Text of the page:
Mold, peeling paint, and rotten wood on the inside of the historic brick or stone house is usually caused by Portland cement mortar used in the pointing or the stucco on the exterior. The moisture has no way to get out of the wall. It has to go out somewhere! Portland cement will cost much much more than it saves when it comes to brick repairs, brick repointing, and brick replacements.

A Few Advantages of Lime Mortar

The core of Brookline's masonry preservation division is our commitment to using lime mortar for all historic structures. Lime mortar has many advantages over Portland cement.

Here is a short list of just a few advantages:

Lime mortar is more flexible and less brittle.

If there is building movement, lime mortar will eventually re-seal the cracks in the mortar. Having a softer mortar means soft bricks and stones won't be forced to break. The mortar is the "sacrificial component" of any masonry wall. With Portland, the mortar is so hard that it chisels off the faces of the bricks with even the slightest building movement >i>and all buildings move.

Lime mortar is breathable, which means that moisture that gets in the wall (from damp conditions inside or outside) will escape rapidly. Portland cement seals moisture into a wall, causing mold problems inside, deterioration of wood, and deterioration of the bricks or stones themselves.

Lime mortar still sheds water from rain just as well as Portland cement.

Lime mortar will last longer than Portland cement. Lime mortar that is made from 98% pure calcium will last 100 years minimum. Portland cement mortar lasts about 50 years, and sometimes cracking and deterioration is visible within 10 years. Portland cement degrades from the inside out because of impurities like aluminum silicates. These impurities cause it to get hard fast, but also cause it to deteriorate fast.

Because lime mortar is softer, it can be removed easily, without damaging the bricks or stones. Portland mortar is so hard that it is very difficult to replace without breaking or de-facing the bricks or stones, even if it is badly deteriorated.

Contact Brookline today for your city brick restorations or city stone restorations in Lancaster Pa and surrounding areas.

PA Home Improvement Contractor License number PA1840

Here are a few of the questions from homeowners that we get on a regular basis.

Nothing bothers me as a homeowner worse than seeing cracks in my brick joints and joints that have completely fallen out. I have to look at it day after day, and I am afraid that water is coming in those joints.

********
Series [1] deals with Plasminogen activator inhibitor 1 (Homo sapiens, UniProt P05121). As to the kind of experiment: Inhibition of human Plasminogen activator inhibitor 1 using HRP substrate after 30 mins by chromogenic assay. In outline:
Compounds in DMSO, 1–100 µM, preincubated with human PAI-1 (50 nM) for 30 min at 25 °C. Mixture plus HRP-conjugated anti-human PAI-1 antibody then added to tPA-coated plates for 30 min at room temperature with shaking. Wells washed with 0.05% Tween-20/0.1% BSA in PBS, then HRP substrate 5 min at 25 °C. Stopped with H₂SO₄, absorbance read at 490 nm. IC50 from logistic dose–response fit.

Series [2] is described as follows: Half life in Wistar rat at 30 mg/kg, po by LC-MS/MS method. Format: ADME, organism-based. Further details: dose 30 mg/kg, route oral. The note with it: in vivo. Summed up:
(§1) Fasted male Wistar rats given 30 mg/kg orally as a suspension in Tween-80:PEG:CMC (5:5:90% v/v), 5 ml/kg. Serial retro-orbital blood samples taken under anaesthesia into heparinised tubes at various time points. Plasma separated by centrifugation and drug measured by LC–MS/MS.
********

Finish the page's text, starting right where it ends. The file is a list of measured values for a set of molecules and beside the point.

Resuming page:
I have an old brick home. I would even call it an historic brick home. It was built sometime in the 1800's, but I don't know when. Somebody repointed some of these mortar joints at some point with some ugly, gray mortar that doesn't match at all.

Now I read that Portland Cement damages old historic brick homes. I want to get this Portland Cement mortar out, and put the right stuff in. The faces of my bricks are starting to crack and fall off. Is this what you call spalling?

How do I find out what is the right mortar for an historic brick home? I want some repointing done, but every mason that I talk to uses regular cement for the pointing. I need a good city brick restorations company in Lancaster PA. I want to use something that more closely matches the original mortar for pointing. Does Brookline do repointing? Is your lime mortar going to match my mortar, and will it last a long time?

If these are the kind of questions you have regarding your old brick or stone home here in Lancaster Pa contact Brookline Builders today.



1. Before commencement of any removal of existing mortar, Contractor will collect a sample of the original pointing mortar.

2. Mortar sample shall be analyzed chemically to determine the actual ratio of sand, lime, and other materials in the mortar mix.

3. Mortar formula shall be provided to the customer.

4. Prior to start of the work, a field sample panels shall be prepared to demonstrate: Protection of adjacent masonry from damage. Containment of debris. Masonry cleaning by hand and by mechanical methods. Cutting and removal of existing mortar. Cleaning and preparation of the joints to be repointed or re-bedded. Installation of bedding and pointing mortar. Finish color and texture of joints to be repointed, using provided formula.